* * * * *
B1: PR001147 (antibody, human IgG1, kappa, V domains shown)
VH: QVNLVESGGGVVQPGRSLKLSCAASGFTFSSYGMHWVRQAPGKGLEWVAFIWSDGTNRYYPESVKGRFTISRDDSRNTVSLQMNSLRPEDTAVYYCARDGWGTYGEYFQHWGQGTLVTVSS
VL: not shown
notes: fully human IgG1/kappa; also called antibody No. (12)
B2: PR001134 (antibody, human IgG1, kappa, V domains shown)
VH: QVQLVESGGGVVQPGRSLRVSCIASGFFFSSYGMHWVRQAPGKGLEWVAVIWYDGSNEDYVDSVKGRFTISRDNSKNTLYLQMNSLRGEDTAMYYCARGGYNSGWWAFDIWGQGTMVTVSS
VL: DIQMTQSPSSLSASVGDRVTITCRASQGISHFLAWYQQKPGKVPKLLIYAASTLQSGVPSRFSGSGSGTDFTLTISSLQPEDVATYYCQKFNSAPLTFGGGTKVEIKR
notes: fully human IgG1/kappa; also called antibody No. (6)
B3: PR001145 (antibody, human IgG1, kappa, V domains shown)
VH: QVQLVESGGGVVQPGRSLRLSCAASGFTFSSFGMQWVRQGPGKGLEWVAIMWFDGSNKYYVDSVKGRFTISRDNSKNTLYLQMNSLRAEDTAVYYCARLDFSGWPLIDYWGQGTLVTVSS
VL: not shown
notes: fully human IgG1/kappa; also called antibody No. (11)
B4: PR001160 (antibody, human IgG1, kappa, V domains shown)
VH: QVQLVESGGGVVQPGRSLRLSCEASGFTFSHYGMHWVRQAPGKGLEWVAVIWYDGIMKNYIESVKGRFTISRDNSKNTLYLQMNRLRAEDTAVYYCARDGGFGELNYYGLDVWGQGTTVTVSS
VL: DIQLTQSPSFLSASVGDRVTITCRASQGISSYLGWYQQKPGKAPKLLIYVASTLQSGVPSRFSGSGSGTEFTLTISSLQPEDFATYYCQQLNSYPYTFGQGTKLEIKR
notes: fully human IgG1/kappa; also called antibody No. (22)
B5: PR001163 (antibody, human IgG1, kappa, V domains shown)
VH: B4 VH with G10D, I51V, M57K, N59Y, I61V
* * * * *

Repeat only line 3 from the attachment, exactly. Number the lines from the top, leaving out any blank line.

VL: not shown